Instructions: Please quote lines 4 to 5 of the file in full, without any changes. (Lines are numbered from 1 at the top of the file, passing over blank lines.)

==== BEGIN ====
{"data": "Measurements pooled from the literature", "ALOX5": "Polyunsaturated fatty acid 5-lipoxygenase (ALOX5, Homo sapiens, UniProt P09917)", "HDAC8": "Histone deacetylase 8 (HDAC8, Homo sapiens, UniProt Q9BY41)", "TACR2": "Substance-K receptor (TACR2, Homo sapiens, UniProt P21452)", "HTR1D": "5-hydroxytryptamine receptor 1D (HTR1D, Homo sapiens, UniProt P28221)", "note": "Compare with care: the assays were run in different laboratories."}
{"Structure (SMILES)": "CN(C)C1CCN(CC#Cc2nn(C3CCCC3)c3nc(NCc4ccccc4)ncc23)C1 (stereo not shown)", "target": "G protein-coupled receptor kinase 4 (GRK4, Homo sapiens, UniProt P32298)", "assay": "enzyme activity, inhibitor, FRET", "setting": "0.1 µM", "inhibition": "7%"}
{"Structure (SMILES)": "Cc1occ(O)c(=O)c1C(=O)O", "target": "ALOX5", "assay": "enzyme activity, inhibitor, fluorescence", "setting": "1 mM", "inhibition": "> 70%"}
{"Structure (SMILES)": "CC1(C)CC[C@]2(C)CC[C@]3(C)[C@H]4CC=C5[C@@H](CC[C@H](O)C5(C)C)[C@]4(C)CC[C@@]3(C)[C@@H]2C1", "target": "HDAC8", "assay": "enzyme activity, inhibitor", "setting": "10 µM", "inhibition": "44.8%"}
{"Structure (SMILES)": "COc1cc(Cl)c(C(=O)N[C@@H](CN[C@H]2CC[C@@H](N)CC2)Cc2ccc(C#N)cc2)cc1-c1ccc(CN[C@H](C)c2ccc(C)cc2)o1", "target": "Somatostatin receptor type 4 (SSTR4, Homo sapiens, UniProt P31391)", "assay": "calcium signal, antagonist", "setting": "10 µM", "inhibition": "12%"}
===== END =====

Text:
{"Structure (SMILES)": "CC1(C)CC[C@]2(C)CC[C@]3(C)[C@H]4CC=C5[C@@H](CC[C@H](O)C5(C)C)[C@]4(C)CC[C@@]3(C)[C@@H]2C1", "target": "HDAC8", "assay": "enzyme activity, inhibitor", "setting": "10 µM", "inhibition": "44.8%"}
{"Structure (SMILES)": "COc1cc(Cl)c(C(=O)N[C@@H](CN[C@H]2CC[C@@H](N)CC2)Cc2ccc(C#N)cc2)cc1-c1ccc(CN[C@H](C)c2ccc(C)cc2)o1", "target": "Somatostatin receptor type 4 (SSTR4, Homo sapiens, UniProt P31391)", "assay": "calcium signal, antagonist", "setting": "10 µM", "inhibition": "12%"}